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Utilization of primary health care services among Syrian refugee and Lebanese women targeted by the ICRC program in Lebanon: a cross-sectional study

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Abstract

Background

The Syrian crisis has put tremendous strain on the Lebanese health system, particularly in the historically underserved border region. The ICRC Primary Health Care program has focused on refugee and host communities in these areas. This study objectives were: 1) to determine whether the ICRC program was reaching the most vulnerable populations; 2) to understand the key perceived health needs in the catchment areas of the ICRC supported facilities; and 3) to identify barriers to utilization of health care services.

Methods

Between July and September 2017 we conducted two cross-sectional studies - one randomized household survey and one clinic-based - in the catchment areas of three ICRC-supported facilities, targeting women of reproductive age and caretakers of children under five. Differences between groups were analysed with t-test or chi-squared test.

Results

In the household survey, similar socio-demographic profiles were observed between Syrian refugee women and vulnerable Lebanese hosts. With regard to the study objectives:

  1. 1)

    The most vulnerable populations were those seen in the ICRC-supported facilities.

  2. 2)

    For both populations, the most common reasons for seeking care were non-communicable diseases (40.6%) and sexual and reproductive health issues (28.6%). Yet the people reaching the ICRC supported facilities were more likely to seek care for communicable diseases affecting their children (37.8%), rather than for the most common reasons expressed in the household survey.

  3. 3)

    In the catchment areas, reported gaps included low immunization coverage and low levels of antenatal care and family planning both for Syrian and Lebanese. Dental care also emerged as an issue. Out of pocket expenditures was reported as a critical barrier for utilization of primary health care services for both populations, while the most important barrier for utilization of ICRC-supported services was lack of awareness.

Conclusions

Despite the ICRC reaching the most vulnerable Syrian and Lebanese communities, the population-based survey revealed that important gaps exist in terms of utilization of health care services among women of reproductive age and their children. A stronger outreach component is needed to address lack of awareness. Innovative solutions are also needed to address cost barriers at the levels of both facility and individual user.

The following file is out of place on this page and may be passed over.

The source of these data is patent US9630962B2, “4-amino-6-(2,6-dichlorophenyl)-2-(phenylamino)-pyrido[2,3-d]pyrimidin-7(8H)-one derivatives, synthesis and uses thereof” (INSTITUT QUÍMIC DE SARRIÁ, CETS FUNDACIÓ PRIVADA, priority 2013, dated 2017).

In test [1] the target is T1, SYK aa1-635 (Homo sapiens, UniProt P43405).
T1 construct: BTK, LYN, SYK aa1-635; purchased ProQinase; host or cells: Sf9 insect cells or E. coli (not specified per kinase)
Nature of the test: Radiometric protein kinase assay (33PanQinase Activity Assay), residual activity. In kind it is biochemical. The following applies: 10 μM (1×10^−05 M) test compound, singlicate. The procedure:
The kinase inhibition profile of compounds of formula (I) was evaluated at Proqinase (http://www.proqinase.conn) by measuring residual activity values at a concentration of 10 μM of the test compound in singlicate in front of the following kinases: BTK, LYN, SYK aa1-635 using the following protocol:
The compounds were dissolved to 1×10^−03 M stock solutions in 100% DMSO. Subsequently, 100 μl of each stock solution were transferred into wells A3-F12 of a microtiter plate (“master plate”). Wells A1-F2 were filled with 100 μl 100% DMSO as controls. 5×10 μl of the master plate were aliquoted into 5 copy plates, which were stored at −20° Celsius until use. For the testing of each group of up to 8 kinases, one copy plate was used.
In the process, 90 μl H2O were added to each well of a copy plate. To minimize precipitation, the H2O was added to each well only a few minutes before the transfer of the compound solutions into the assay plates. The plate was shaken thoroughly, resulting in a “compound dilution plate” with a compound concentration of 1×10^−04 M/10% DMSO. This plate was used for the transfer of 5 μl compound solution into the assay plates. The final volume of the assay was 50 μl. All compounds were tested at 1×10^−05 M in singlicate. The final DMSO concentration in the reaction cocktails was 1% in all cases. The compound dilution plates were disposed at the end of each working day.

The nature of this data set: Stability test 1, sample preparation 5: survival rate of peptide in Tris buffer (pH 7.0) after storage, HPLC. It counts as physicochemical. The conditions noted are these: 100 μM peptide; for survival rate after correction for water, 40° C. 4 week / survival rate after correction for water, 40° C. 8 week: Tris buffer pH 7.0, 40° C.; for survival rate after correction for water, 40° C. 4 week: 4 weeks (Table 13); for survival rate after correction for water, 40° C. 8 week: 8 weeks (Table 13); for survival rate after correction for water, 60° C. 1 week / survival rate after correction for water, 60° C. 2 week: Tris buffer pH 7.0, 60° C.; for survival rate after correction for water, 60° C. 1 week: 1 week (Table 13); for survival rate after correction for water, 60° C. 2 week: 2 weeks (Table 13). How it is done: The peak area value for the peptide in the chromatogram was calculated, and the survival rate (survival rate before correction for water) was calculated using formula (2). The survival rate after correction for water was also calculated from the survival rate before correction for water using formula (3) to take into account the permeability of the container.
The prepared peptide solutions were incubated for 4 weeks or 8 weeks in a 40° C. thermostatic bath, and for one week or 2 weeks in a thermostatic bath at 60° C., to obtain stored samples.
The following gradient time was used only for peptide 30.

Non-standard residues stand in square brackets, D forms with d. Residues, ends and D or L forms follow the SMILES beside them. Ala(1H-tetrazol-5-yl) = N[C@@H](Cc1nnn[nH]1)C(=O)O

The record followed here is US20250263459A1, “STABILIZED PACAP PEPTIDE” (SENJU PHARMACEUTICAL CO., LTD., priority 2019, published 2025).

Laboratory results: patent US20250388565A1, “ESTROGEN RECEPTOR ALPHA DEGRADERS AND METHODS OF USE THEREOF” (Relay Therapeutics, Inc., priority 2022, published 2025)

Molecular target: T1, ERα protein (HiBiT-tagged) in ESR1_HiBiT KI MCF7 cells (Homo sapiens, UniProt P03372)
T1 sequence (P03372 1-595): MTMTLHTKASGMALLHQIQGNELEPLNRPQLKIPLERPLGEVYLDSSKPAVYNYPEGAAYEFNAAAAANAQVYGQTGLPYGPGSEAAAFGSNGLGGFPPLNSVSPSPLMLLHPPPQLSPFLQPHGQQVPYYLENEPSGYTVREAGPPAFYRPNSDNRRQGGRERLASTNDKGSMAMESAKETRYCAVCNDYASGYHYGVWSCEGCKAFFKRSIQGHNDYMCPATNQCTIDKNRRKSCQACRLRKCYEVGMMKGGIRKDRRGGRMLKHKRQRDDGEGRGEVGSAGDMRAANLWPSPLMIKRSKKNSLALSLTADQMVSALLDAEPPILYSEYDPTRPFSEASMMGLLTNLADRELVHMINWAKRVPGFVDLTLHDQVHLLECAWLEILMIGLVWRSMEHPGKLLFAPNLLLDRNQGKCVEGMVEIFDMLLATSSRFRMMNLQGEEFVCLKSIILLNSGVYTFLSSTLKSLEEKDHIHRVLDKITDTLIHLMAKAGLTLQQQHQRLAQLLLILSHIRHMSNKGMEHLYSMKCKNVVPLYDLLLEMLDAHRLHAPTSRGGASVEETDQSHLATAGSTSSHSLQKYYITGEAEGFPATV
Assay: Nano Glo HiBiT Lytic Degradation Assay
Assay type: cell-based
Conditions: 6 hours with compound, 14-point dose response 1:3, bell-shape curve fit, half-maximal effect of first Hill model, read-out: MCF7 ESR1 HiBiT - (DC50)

Background

As the country with the highest per capita ratio of refugees in the world [1], Lebanon is now heavily burdened by the Syrian crisis. In December 2018, the Government of Lebanon estimated hosting 1.5 million Syrian refugees, of which around 1 million are registered [2]. More than half of them are women, children and adolescents, currently struggling to get essential services [3]. Because of settlement patterns, the demographic pressure introduced by the refugees disproportionately affects the poorest and most underserved areas of Lebanon, leading to increasing socio-economic vulnerability of both populations [4]. This trend contributes to an increase in social tensions and competition for access to basic services and healthcare services, in particular in underserved areas [5, 6].

The Lebanese healthcare system is highly privatized, based on fee for service in both the public and private sector. In this context, the initial humanitarian health response to the Syrian crisis in Lebanon focused on subsidizing and financing health care services according to the established payment mechanisms [3]. The Ministry of Public Health (MoPH), supported by the World Health Organization (WHO) and the United Nations High Commissioner for Refugees (UNHCR), coordinated international and national Non-Governmental Organizations (NGOs) to ensure the widest possible coverage of services. Additional support for these services was granted by UNICEF, the World Bank and the European Union, in a joint effort to strengthen and expand the availability of basic primary health care services within the existing Primary Health Care (PHC) network of 223 health facilities operating all across the Lebanese territory. Out of these, 67% are affiliated with NGOs. Despite such efforts, however, the humanitarian health response has been fragmented and often inefficient [7]. Factors include lack of awareness among the populations residing in the most underserved areas of Lebanon of the availability of supported services [8] and challenges in ensuring cost control in a dominant privatized health system operating outside the MoPH network.